06 July 2010 17:19 [Source: ICIS news]
By Nigel Davis
LONDON (ICIS news)--In a curious reversal of fortunes, the Gulf Cooperation Council (GCC) countries of Bahrain, Kuwait, Oman, Saudi Arabia and the United Arab Emirates (UAE) are facing gas shortages that analysts believe are likely to worsen.
Gone are the days of ready, low-cost availability. Gas supply has become tight as countries have struggled to find more of valuable natural resources. Demand has risen sharply. The global downturn has exacerbated the situation but also presented some opportunities.
The impact on petrochemicals has been real as the supply of associated gas from reduced oil production has restrained ethane availability to cracker operators.
For some years now, chemical industry watchers have been quick to point out that the regional ethane advantage has dwindled, particularly for new participants.
New facilities will be liquids-based, perhaps with some feedstock flexibility. The cost advantage will be very different from that enjoyed by the current crop of crackers.
The GCC gas shortage, however, will have a much more profound effect on the Gulf states. This is an energy issue writ large in a world of changed gas dynamics.
The recession has eased the pain. Reduced global demand for gas, the growth of supply from shale deposits in ?xml:namespace>
“That supply overhang provides the GCC with a prized short-term opportunity to ease what has become a major energy issue: a shortage of gas,” says management consulting firm Booz & Company.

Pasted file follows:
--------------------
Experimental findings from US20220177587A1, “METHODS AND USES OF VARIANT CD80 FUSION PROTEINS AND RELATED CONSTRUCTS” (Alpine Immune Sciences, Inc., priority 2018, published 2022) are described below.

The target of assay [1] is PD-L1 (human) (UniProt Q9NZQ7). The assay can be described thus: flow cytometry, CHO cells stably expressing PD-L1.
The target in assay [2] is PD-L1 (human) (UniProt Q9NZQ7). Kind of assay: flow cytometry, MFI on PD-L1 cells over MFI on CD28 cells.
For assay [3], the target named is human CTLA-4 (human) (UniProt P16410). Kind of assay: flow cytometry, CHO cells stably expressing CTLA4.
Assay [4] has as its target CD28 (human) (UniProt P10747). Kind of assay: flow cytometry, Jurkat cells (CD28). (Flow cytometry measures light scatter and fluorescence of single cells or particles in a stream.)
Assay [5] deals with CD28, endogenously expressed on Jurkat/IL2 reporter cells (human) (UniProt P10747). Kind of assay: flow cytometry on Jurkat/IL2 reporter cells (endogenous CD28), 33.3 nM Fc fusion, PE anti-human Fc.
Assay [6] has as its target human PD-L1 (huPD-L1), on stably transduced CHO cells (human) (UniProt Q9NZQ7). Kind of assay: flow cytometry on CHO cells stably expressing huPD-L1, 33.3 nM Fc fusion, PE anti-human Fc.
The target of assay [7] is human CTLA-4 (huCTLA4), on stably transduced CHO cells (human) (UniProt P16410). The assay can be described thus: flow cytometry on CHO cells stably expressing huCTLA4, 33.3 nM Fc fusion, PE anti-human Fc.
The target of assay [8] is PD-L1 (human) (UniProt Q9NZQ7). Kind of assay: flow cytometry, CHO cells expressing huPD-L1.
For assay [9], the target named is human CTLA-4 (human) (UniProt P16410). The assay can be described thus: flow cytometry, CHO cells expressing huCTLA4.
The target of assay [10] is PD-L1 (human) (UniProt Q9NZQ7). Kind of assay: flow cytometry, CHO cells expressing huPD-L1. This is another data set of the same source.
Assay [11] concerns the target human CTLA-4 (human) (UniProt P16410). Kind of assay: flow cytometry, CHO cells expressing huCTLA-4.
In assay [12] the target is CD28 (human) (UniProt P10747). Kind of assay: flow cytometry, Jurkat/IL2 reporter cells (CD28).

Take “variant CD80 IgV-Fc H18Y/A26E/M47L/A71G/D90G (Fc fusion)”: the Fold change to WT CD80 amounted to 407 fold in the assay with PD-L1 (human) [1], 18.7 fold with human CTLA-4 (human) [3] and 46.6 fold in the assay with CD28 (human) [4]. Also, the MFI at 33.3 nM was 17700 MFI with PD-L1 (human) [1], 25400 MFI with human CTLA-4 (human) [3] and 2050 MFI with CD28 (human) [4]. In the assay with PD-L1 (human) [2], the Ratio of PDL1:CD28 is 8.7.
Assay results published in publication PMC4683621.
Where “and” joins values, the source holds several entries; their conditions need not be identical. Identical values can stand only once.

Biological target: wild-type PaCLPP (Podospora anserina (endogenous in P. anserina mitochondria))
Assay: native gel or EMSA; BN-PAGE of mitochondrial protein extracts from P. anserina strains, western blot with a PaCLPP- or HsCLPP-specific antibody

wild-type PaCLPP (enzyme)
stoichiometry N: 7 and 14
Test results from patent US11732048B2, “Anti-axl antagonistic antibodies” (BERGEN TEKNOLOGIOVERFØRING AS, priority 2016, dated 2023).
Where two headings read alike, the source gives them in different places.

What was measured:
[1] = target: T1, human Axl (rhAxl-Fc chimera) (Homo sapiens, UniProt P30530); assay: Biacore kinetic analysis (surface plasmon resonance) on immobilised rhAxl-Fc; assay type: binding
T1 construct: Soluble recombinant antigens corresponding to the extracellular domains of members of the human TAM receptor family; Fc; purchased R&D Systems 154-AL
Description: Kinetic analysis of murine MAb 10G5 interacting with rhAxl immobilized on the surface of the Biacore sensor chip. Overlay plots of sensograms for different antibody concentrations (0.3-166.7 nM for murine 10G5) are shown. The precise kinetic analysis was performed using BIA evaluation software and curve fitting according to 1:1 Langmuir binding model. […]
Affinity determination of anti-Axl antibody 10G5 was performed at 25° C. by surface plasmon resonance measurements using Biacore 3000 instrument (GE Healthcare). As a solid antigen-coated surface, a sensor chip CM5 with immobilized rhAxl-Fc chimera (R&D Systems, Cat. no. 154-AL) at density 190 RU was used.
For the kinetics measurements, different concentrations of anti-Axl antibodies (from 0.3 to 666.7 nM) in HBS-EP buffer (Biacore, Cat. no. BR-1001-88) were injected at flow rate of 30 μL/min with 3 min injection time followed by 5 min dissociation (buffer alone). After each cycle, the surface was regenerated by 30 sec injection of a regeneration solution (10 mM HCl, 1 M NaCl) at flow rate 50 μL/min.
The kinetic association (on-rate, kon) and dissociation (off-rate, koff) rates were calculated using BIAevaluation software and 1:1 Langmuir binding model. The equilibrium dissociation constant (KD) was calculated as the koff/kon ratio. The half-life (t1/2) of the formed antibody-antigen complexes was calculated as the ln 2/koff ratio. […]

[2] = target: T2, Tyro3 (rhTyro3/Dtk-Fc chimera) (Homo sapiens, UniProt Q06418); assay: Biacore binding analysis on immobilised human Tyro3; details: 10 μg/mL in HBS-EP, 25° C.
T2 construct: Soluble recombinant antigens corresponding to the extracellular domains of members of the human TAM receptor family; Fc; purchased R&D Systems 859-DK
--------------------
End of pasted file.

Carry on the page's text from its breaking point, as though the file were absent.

The GCC gas shortage will worsen through 2015 as supply struggles to keep pace with demand, says Booz. Under a low-growth, continued-recession scenario, the gas shortage might increase from 19bn cubic metres in 2009 to some 31bn in 2015, the company says.
Under a scenario in which growth returns, the shortage that year could be as high as 50bn cubic metres.
“Bahrain, Kuwait, Oman, Saudi Arabia and the United Arab Emirates are facing a reversal of a decades old status quo” and find themselves in uncharted territory, Booz suggests.
Over the long-term, they can address the supply/demand imbalance by raising prices, developing energy efficiencies and energy alternatives, looking at different methods for advanced oil recovery and providing incentives for the international oil companies to participate in the upstream gas sector, it adds.
But those oil companies have not had much success in either
Renegotiating some of these deals, in the light of slower economic growth, could be a life-saver for some of the countries concerned.
“Through analysis, planning, and implementation, GCC countries and energy producers can take measured steps to ensure that they are able to keep the lights on in the most economically viable way for decades to come,” Booz points out.
But what about keeping the chemicals flowing?
Turning to liquids for chemicals production is a natural step for most GCC countries. But even in
The knock-on effect on chemicals is clear. Just this month press reports have suggested that ExxonMobil’s plans for a big cracker and polyethylene (PE) and monoethylene glycol (MEG) plants at Ras Laffan
If the ExxonMobil project founders, that might open up opportunities for Shell and Total, both of which have their own plans for local development.
So speculation, as might be expected, is rife. Finding the right feedstock for chemicals in the Gulf region currently is a tough call. That’s a far cry from the situation not so long ago.
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